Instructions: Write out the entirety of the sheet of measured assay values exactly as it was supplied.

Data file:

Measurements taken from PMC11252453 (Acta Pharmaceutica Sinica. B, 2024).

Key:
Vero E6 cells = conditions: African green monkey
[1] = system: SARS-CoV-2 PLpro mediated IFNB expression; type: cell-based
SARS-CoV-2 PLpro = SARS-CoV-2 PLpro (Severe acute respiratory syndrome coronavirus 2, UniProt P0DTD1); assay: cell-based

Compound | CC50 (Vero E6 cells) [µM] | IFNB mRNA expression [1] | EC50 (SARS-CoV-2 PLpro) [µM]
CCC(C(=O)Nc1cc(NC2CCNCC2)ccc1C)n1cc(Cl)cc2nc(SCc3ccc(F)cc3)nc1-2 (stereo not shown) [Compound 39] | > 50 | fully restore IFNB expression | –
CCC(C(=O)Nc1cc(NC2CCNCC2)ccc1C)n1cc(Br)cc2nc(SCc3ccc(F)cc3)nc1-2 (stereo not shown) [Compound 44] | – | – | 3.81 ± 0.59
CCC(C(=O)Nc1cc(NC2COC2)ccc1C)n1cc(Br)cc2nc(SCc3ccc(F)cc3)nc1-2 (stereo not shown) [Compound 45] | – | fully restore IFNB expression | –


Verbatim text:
Measurements taken from PMC11252453 (Acta Pharmaceutica Sinica. B, 2024).

Key:
Vero E6 cells = conditions: African green monkey
[1] = system: SARS-CoV-2 PLpro mediated IFNB expression; type: cell-based
SARS-CoV-2 PLpro = SARS-CoV-2 PLpro (Severe acute respiratory syndrome coronavirus 2, UniProt P0DTD1); assay: cell-based

Compound | CC50 (Vero E6 cells) [µM] | IFNB mRNA expression [1] | EC50 (SARS-CoV-2 PLpro) [µM]
CCC(C(=O)Nc1cc(NC2CCNCC2)ccc1C)n1cc(Cl)cc2nc(SCc3ccc(F)cc3)nc1-2 (stereo not shown) [Compound 39] | > 50 | fully restore IFNB expression | –
CCC(C(=O)Nc1cc(NC2CCNCC2)ccc1C)n1cc(Br)cc2nc(SCc3ccc(F)cc3)nc1-2 (stereo not shown) [Compound 44] | – | – | 3.81 ± 0.59
CCC(C(=O)Nc1cc(NC2COC2)ccc1C)n1cc(Br)cc2nc(SCc3ccc(F)cc3)nc1-2 (stereo not shown) [Compound 45] | – | fully restore IFNB expression | –